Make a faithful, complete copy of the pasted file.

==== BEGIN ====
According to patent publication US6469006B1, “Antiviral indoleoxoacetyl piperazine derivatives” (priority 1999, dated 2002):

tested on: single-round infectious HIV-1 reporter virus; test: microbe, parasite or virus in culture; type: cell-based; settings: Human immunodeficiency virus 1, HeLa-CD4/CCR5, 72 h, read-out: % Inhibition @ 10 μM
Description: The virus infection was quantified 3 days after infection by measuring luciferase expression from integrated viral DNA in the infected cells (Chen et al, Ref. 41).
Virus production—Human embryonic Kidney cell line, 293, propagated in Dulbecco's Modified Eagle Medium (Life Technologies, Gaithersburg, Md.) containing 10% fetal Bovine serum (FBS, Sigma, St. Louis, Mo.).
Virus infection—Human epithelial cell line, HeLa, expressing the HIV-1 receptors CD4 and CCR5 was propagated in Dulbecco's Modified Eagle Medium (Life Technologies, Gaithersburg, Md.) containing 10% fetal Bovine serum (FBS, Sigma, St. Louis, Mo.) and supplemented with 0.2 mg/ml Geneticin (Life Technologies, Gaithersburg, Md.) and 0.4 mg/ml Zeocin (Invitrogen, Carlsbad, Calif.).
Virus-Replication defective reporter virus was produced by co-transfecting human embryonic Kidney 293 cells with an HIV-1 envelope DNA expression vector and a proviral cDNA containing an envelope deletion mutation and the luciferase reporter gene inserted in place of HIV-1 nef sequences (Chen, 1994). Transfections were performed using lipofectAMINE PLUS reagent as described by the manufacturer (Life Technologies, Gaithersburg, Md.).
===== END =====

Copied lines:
According to patent publication US6469006B1, “Antiviral indoleoxoacetyl piperazine derivatives” (priority 1999, dated 2002):

tested on: single-round infectious HIV-1 reporter virus; test: microbe, parasite or virus in culture; type: cell-based; settings: Human immunodeficiency virus 1, HeLa-CD4/CCR5, 72 h, read-out: % Inhibition @ 10 μM
Description: The virus infection was quantified 3 days after infection by measuring luciferase expression from integrated viral DNA in the infected cells (Chen et al, Ref. 41).
Virus production—Human embryonic Kidney cell line, 293, propagated in Dulbecco's Modified Eagle Medium (Life Technologies, Gaithersburg, Md.) containing 10% fetal Bovine serum (FBS, Sigma, St. Louis, Mo.).
Virus infection—Human epithelial cell line, HeLa, expressing the HIV-1 receptors CD4 and CCR5 was propagated in Dulbecco's Modified Eagle Medium (Life Technologies, Gaithersburg, Md.) containing 10% fetal Bovine serum (FBS, Sigma, St. Louis, Mo.) and supplemented with 0.2 mg/ml Geneticin (Life Technologies, Gaithersburg, Md.) and 0.4 mg/ml Zeocin (Invitrogen, Carlsbad, Calif.).
Virus-Replication defective reporter virus was produced by co-transfecting human embryonic Kidney 293 cells with an HIV-1 envelope DNA expression vector and a proviral cDNA containing an envelope deletion mutation and the luciferase reporter gene inserted in place of HIV-1 nef sequences (Chen, 1994). Transfections were performed using lipofectAMINE PLUS reagent as described by the manufacturer (Life Technologies, Gaithersburg, Md.).